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'[PIC] slave I2C problems, WCOL bit'
2005\03\14@063953 by Guillermo Rodriguez Garcia

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Hello all,

I am using a PIC 16F877 as an interrupt-driven I2C slave and have found
one issue, which I would like to share with others.

Sometimes, when the PIC is addressed for reading (i.e. master reads, PIC
writes), it would fail to transmit the 2nd or subsequent data bytes back
to the master. This would never happen for single-byte messages, though.
The problem seems to be that sometimes, when the SSP interrupt is entered
with SSPSTAT containing:

S  = 1 (START condition seen last in the bus)
RW = 1 (master wants to read a byte)
DA = 1 (last byte sent was data)
BF = 0 (buffer is empty)

and you write a byte to SSPBUF, the SSP module detects a collision and
sets the WCOL bit, and SSPBUF is not updated.

In theory this should never happen. According to app note 734:

"In practice, there will be no write collisions if the
application firmware only writes to SSPBUF during
states when the BF bit is cleared and the Slave device
is transmitting data to the Master."

However here there is a write collision, even though BF was clear at the
time SSPBUF is written to.

It is possible to work around this by checking WCOL immediately after
writing to SSPBUF (which, on the other hand, is exactly what the code from
AN734 does), e.g.:

_tryagain
        bcf SSPCON, WCOL
        movwf SSPBUF
        btfsc SSPCON, WCOL
        goto _tryagain

However I don't understand why this is happening. Theoretically there
should not be any write collisions if the buffer is empty.

Anyone has seen this before?

Best regards,
G.


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2005\03\14@075747 by Michael Rigby-Jones

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{Quote hidden}

This rang a bell so I checked an old 16F877 based project I worked on
years ago.  I had the same problem with multi-byte replies from the
slave and it was fixed by checking both the BF bit and the CKP bit
before writing to the buffer.  The C source for sending a byte looked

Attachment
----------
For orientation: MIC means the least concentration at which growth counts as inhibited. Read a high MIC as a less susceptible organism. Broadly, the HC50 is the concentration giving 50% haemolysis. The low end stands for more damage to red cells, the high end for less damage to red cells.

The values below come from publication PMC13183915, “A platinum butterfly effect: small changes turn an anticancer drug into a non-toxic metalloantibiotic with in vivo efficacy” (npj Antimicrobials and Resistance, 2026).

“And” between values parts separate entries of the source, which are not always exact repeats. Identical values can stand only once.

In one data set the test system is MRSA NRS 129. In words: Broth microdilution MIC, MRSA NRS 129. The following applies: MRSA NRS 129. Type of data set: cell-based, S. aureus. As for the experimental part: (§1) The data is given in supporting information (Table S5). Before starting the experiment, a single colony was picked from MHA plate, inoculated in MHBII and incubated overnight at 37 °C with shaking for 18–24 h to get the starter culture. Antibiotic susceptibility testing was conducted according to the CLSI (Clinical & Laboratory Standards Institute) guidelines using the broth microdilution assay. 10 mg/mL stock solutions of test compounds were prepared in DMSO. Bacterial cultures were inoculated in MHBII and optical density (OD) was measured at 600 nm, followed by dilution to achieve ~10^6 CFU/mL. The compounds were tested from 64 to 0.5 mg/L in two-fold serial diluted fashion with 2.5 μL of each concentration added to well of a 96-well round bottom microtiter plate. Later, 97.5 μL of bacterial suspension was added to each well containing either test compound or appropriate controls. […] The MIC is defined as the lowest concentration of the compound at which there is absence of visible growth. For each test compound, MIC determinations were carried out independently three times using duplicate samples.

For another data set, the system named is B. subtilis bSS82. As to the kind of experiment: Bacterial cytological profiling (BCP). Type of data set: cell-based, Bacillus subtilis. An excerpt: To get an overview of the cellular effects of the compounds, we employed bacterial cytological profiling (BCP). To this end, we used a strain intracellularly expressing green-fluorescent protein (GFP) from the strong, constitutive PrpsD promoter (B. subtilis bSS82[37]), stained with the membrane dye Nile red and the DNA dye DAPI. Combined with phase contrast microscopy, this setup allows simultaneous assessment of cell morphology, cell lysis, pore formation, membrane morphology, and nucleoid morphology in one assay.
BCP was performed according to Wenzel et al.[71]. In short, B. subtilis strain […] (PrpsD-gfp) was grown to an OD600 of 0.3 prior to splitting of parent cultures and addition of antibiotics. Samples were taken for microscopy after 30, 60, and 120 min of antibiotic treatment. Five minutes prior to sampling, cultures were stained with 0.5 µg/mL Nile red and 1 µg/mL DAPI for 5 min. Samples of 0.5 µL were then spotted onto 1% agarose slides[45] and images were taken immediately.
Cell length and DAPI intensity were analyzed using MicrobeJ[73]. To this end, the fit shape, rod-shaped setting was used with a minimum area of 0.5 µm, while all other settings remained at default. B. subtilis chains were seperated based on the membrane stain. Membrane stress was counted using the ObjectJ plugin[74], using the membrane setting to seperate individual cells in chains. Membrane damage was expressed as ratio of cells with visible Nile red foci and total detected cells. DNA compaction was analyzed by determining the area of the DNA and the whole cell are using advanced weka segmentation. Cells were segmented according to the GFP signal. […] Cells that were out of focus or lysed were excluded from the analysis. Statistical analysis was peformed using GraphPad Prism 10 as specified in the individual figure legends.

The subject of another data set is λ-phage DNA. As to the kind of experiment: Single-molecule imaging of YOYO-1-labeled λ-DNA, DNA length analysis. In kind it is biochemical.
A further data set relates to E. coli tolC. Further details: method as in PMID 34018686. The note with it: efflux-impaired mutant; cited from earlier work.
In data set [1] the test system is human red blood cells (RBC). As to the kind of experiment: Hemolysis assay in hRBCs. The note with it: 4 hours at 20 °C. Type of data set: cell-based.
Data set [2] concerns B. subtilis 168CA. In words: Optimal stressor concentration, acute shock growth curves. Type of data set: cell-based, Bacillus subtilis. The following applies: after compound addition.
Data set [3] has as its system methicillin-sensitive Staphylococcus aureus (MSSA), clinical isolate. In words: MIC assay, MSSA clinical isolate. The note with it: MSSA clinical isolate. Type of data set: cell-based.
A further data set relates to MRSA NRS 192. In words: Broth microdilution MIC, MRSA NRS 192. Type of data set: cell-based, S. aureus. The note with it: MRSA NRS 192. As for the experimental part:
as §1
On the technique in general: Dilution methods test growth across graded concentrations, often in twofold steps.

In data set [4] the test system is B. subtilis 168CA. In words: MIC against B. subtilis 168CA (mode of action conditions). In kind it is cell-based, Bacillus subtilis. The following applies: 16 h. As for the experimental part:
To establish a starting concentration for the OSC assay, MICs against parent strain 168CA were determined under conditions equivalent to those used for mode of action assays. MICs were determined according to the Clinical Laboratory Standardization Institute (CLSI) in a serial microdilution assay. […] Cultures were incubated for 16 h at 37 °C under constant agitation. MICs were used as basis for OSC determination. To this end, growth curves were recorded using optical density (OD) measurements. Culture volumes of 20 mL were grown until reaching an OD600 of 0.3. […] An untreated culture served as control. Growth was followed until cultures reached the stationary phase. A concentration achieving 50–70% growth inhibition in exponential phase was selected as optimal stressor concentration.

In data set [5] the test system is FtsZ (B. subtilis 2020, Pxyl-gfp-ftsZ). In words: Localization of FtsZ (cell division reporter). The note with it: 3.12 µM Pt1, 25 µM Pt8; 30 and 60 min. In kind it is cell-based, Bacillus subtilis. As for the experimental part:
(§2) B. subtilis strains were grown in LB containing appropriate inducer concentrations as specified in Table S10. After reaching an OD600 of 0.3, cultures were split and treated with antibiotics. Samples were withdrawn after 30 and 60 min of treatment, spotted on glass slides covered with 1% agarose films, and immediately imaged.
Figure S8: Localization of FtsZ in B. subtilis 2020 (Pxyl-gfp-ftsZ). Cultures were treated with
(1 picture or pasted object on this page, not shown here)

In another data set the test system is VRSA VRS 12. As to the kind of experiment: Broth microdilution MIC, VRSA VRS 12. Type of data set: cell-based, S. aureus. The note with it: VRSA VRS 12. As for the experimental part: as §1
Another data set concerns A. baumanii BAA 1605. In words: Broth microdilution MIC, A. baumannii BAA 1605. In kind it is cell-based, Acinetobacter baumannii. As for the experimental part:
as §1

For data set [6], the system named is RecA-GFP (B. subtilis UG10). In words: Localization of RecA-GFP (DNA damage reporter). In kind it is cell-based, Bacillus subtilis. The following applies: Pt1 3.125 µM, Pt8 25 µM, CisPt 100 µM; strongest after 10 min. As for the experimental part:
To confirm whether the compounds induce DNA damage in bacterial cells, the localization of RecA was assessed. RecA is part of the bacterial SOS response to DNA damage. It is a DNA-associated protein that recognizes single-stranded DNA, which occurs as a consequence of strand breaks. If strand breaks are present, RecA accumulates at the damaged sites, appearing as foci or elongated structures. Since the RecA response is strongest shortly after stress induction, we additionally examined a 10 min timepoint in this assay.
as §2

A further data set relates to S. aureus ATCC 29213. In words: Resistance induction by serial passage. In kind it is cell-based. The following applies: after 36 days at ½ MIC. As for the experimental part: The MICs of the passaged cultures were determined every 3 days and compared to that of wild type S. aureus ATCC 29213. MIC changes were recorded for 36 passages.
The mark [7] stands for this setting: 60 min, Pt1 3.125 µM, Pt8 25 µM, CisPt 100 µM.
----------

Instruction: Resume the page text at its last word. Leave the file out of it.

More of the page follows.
like this:

case I2C_SEND:
       // Ensure buffer is empty.
       // Must also check SCL or a write collision can occur.
       if (!STAT_BF && !CKP)        
               {
               if(TxBuffPtr > 0)        // check for remaining data to
send
                       {
                       // get next byte, and place in MSP buffer
                       SSPBUF = TxBuffer[--TxBuffPtr];
                       }
               else
                       {
                       // shouldn't be here.  Master incorrectly ACKed
last byte
                       // so send a dummy byte of 0xFF to avoid locking
SDA low
                       SSPBUF = 0xFF;
                       }
               // enable SCL
               CKP = 1;
               }


Another way around this is to check the WCOL bit after loading SSPBUFF,
and keep trying until you don't get a collision.

       WCOL = 0;                // Clear the WCOL flag.
       SSPBUF = data;        // Write the byte in WREG
       while( WCOL )        // redo while there a write collision
               {
               WCOL=0;
               SSPBUF = data;        // Write the byte in WREG        
               }
     CKP = 1;        

Regards

Mike

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2005\03\14@083428 by Alan B. Pearce

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>It is possible to work around this by checking WCOL
>immediately after writing to SSPBUF (which, on the other hand,
>is exactly what the code from AN734 does), e.g.:

Hmm, I converted the AN734 code into an interrupt routine using Olins
modular system, and never had the sort of problems you see. Just looked
through the code, and it is as you say. I cannot remember why it is possible
to have a write collision. It may be related to the following possibly
happening -

last bit of byte shifted out - set interrupt flag
PIC tries to load next byte - master not yet ack'd previous byte  so
collision.

2005\03\14@084145 by Michael Rigby-Jones

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{Quote hidden}

The SSPIF flag is set on the falling edge of the ACKnowledge clock bit,
so you *shouldn't* ever get into the ISR before the entire byte has been
sent and acknowledged.

Regards

Mike

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2005\03\14@094104 by Guillermo Rodriguez Garcia
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Alan,

I should have explained better. The problem does not arise with the code
from AN734. But the reason why it does not arise with that code is because